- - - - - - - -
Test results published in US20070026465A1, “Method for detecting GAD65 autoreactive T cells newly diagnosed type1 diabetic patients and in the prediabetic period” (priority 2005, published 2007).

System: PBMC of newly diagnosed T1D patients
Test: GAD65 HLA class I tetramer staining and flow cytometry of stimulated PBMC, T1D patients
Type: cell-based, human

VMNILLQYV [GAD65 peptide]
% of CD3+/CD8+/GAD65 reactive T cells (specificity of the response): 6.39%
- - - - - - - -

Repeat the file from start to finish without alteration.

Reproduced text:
Test results published in US20070026465A1, “Method for detecting GAD65 autoreactive T cells newly diagnosed type1 diabetic patients and in the prediabetic period” (priority 2005, published 2007).

System: PBMC of newly diagnosed T1D patients
Test: GAD65 HLA class I tetramer staining and flow cytometry of stimulated PBMC, T1D patients
Type: cell-based, human

VMNILLQYV [GAD65 peptide]
% of CD3+/CD8+/GAD65 reactive T cells (specificity of the response): 6.39%